How are OLED screens driven?
(sligthly) https://android.stackexchange.com/questions/100427/use-an-android-phone-as-a-monitor-screen-with-av-in-wire
(slightly) https://android.stackexchange.com/questions/134342/can-i-use-my-android-phone-as-a-second-monitor?rq=1

Obs.: I am not an expert at all, just the ideas/coder guy, and will have a friend helping on making the hardware part of it, if not it all. Basically I guess it means I could have questioned more technically if I could.

PS.: I dont know if there is a better stackexchange site to ask this kind of question? suggestions are welcome, as such subject is haunting me ;) for some years now... I am still researching, but I will ask this already.


closed as off-topic by pipe, brhans, Rev1.0, David, duskwuff Jan 15 at 23:25

This question appears to be off-topic. The users who voted to close gave this specific reason:

  • "Questions on the use of electronic devices are off-topic as this site is intended specifically for questions on electronics design." – pipe, brhans, Rev1.0, David
If this question can be reworded to fit the rules in the help center, please edit the question.

  • 2
    \$\begingroup\$ Is it possible to... I dont' like "is it possible?" questions. Why? Because it is possible to do that if you have the right knowledge, skills, money etc. You might need access to technical documentation of the display, to write some Verilog code, put it in an FPGA, design and build a PCB etc. If you could do all that then you wouldn't be asking this question. So probably you cannot do it as a "hobby project". Sure you can learn to do all the above, do you have a couple of years? \$\endgroup\$ – Bimpelrekkie Jan 15 at 12:47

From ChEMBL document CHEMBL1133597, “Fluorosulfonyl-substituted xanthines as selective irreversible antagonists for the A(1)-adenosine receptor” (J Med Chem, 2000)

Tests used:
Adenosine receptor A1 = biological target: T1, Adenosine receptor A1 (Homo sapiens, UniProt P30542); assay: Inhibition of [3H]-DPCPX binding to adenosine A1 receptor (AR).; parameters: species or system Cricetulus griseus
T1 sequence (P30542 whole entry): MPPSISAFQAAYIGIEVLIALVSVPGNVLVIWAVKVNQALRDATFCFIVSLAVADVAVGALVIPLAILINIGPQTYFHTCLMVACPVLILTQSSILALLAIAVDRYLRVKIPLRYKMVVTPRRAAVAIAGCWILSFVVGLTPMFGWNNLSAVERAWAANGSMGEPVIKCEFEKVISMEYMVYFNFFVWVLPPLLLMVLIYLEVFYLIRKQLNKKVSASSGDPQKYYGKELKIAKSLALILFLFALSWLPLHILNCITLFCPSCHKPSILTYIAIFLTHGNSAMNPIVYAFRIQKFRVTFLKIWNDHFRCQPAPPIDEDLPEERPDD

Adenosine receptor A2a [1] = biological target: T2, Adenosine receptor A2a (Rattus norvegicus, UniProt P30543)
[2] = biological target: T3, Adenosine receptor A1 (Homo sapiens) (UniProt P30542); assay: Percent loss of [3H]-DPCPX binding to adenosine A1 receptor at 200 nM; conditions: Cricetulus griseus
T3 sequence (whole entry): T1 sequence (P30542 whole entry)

• 3
    \$\begingroup\$ The answer to all these questions are "yes, it is possible". \$\endgroup\$ – pipe Jan 15 at 12:47
  • \$\begingroup\$ @Bimpelrekkie well, as I said I am not an expert at all, and I have a busy friend that already spent some years, so I am the team researcher ;) \$\endgroup\$ – Aquarius Power Jan 15 at 13:58
  • \$\begingroup\$ @pipe Can this question be migrated to some other stackexchange site? I cant reword it as I am no electronics expert, I am just a coder.. anyway I am downloading the whole page html as bkp info b4 it may get deleted as I saw happening in the past on other stackexchange sites.. \$\endgroup\$ – Aquarius Power Jan 16 at 20:53
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    \$\begingroup\$ @AquariusPower I seriously doubt this question can fit on any Stack Exchange site. Stack Exchange is designed for narrow and specific questions. You need someone to teach you a lot of stuff and/or design something for you. It would be like asking on Stack Overflow "Is it possible to write a program that makes XYZ? I'm not a coder so I don't know how, please help". \$\endgroup\$ – pipe Jan 16 at 22:38